The press love a good prediction story as they help sell papers and drive traffic to their publishers' websites. In addition, a prediction based article is a fairly easy piece of journalism as all you have to do is ask a panel of experts what they think will happen in the future and then mash it into a story. Reader's love it, including me. But it always baffles me that once the predictions are published they are never revisited in the future and assessed for their accuracy, Why not??
Perhaps if they did then they will be shown to have no value? Or maybe the opposite would be true?
A year ago Citywire asked 91 wealth managers which asset class they believed would offer the best total returns over the following 12 months. Well, the 12 months are up and as far as I can tell Citywire have not revisited the predictions. So instead I have decided to and the results are interesting.
The table below sums up the performance of each asset class along with the wealth manager predictions. I've ranked each sector by the their actual performance rank as then by their predicted position.
|Sector||Performance %||Rank||Predicted rank|
|Emerging Market Shares||10||3||1|
|Developed World Equities||5.55||6||2|
|UK Corporate Bonds||4.55||7||11|
|International Sovereign Debt||1.47||10||4|
|UK Treasury Bills||0.46||11||8|
The table paints a clear picture and while the consensus of wealth manager opinion backed emerging market shares it was in fact commodities fuelled by further quantitative easing that trumped the sectors. In addition, the wealth managers were wide of the mark with their backing of developed world equities. Perhaps the most startling error of judgement was their aversion to property, and global property in particular. Very few managers predicted the sector's recovery.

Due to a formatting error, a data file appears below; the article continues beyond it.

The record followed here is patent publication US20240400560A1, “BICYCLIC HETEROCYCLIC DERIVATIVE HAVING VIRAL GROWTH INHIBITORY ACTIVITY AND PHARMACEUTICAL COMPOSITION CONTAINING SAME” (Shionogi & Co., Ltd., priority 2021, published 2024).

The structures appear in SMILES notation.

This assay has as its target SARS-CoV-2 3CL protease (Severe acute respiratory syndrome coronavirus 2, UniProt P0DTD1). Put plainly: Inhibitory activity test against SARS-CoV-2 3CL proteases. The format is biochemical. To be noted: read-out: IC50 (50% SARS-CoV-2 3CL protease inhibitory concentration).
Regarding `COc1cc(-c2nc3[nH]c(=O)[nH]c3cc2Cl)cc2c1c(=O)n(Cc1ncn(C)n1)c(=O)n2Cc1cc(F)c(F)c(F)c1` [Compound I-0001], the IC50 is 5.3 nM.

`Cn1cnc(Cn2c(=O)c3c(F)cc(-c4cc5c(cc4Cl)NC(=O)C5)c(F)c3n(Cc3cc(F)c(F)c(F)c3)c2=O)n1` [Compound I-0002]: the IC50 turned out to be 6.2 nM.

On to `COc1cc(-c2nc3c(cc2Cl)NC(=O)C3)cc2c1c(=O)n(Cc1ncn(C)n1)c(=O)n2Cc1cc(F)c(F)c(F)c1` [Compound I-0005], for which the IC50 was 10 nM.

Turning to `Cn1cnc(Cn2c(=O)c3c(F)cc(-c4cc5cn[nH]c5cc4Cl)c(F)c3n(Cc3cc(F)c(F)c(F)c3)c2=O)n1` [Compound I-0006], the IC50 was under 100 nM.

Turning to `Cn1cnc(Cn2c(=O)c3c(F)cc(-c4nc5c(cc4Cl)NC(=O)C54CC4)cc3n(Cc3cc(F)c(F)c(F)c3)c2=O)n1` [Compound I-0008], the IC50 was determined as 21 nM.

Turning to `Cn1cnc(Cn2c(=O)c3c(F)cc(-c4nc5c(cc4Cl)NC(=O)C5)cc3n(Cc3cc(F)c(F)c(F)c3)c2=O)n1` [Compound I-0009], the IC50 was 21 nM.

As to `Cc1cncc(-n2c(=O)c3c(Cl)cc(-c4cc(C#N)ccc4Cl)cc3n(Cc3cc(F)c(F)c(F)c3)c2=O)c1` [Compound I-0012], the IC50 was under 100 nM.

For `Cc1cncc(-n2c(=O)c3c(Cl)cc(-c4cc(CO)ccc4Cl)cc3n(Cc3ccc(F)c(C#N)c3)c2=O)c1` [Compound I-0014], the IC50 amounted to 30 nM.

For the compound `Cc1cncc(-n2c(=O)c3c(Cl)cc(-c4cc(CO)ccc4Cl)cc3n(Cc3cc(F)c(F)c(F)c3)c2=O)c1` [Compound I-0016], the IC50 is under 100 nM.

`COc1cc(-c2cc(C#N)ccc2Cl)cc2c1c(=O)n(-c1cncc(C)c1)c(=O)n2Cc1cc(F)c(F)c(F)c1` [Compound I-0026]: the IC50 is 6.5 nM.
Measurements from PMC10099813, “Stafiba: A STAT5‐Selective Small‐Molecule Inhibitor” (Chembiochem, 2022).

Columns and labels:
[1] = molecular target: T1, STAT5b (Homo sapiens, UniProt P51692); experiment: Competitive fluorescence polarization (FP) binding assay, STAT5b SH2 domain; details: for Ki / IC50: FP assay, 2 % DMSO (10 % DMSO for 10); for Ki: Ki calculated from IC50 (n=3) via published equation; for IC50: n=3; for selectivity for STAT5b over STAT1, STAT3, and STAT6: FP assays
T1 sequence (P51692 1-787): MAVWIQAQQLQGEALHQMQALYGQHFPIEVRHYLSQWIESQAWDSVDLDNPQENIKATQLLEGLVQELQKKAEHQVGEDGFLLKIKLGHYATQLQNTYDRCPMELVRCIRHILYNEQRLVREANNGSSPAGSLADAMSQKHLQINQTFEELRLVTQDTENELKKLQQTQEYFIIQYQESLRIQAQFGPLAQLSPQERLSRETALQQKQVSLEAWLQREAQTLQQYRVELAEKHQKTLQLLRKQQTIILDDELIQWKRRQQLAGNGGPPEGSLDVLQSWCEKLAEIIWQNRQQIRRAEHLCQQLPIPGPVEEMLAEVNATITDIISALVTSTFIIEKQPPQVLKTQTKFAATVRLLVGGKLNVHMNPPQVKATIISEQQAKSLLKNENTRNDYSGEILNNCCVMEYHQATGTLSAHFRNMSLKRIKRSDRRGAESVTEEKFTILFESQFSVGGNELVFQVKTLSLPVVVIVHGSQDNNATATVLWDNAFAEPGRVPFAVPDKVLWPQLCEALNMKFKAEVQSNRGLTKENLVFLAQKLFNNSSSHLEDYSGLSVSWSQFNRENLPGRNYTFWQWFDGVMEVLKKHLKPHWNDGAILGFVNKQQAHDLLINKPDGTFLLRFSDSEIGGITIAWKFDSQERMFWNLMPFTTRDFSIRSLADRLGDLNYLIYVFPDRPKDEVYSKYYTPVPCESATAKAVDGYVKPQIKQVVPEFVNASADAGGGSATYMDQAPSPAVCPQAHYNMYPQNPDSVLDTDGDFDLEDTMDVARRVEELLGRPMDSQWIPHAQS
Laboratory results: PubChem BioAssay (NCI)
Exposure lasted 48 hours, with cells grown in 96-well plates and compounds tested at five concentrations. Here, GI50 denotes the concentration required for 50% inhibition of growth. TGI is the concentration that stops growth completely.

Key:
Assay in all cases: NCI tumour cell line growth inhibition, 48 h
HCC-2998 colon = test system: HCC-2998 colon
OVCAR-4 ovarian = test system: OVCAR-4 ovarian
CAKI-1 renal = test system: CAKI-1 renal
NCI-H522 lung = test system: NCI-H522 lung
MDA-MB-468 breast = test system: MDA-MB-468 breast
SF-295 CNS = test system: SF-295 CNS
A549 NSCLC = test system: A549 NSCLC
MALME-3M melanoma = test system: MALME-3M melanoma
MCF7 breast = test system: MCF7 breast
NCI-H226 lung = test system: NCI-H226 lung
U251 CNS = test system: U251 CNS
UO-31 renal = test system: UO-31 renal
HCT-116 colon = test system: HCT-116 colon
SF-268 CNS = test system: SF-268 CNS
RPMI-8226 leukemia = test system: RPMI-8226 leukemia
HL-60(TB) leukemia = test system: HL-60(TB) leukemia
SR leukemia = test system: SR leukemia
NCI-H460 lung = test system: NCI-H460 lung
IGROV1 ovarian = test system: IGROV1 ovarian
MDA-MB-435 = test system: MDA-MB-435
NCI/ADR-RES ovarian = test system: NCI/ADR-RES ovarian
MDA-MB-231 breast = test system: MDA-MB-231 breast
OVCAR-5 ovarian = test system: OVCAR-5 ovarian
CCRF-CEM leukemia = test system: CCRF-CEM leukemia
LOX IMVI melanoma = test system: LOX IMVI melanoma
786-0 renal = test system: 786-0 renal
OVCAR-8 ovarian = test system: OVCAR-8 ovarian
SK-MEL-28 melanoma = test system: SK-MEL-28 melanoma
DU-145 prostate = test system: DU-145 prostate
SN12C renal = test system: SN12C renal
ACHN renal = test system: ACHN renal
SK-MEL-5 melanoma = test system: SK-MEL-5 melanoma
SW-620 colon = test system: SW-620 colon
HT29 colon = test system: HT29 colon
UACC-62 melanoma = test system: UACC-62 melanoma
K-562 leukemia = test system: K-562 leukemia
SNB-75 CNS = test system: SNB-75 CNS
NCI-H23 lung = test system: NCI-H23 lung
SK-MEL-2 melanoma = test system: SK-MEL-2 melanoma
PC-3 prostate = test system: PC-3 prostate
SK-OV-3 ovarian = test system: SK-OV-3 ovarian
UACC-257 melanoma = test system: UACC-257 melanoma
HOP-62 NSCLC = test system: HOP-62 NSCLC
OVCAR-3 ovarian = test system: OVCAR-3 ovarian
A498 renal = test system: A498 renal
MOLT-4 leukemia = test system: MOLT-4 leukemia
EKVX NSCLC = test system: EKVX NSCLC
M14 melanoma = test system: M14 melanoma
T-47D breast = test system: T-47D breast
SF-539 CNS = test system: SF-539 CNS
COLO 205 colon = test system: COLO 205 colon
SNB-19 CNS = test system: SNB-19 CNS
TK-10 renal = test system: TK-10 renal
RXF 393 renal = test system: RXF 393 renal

So what does this tell us? Well for one thing you shouldn't bet your mortgage on expert opinion. Listen to them by all means, let's not forget these guys are the market so will push up prices if they chase the same assets. But you can not legislate for macro events and their impacts (the EU sovereign debt crisis, the Japanese Tsunami etc) ahead of time. Wealth managers can't predict the future, although they may have an educated guess.
If nothing else this gives a snapshot of the reliability of wealth manager predictions – which is a bit hit and miss. I have no doubt that this will add fuel to the 'anti fund management' fire but you must remember that the above figures are sector averages, with a wide range of underlying returns and sub sectors.
So what can we expect from 2011? I'll leave that to other people to get wrong.